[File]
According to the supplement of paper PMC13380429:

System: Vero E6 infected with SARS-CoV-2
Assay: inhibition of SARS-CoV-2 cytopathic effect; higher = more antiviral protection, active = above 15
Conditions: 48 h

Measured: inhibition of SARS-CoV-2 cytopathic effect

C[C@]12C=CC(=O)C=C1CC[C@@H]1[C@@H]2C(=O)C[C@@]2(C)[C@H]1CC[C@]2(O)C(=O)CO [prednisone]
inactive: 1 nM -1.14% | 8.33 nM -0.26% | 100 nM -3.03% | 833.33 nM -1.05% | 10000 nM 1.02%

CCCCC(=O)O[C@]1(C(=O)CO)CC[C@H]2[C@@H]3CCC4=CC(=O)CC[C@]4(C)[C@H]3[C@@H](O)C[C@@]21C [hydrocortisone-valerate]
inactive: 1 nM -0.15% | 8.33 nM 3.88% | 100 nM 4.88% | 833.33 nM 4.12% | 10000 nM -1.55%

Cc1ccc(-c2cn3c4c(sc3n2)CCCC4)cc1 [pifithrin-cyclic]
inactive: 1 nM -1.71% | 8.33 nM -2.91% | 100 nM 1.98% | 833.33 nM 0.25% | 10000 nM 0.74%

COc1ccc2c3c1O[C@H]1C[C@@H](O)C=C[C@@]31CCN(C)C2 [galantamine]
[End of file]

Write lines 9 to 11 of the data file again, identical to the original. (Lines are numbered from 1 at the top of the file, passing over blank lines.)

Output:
inactive: 1 nM -0.15% | 8.33 nM 3.88% | 100 nM 4.88% | 833.33 nM 4.12% | 10000 nM -1.55%

Cc1ccc(-c2cn3c4c(sc3n2)CCCC4)cc1 [pifithrin-cyclic]
inactive: 1 nM -1.71% | 8.33 nM -2.91% | 100 nM 1.98% | 833.33 nM 0.25% | 10000 nM 0.74%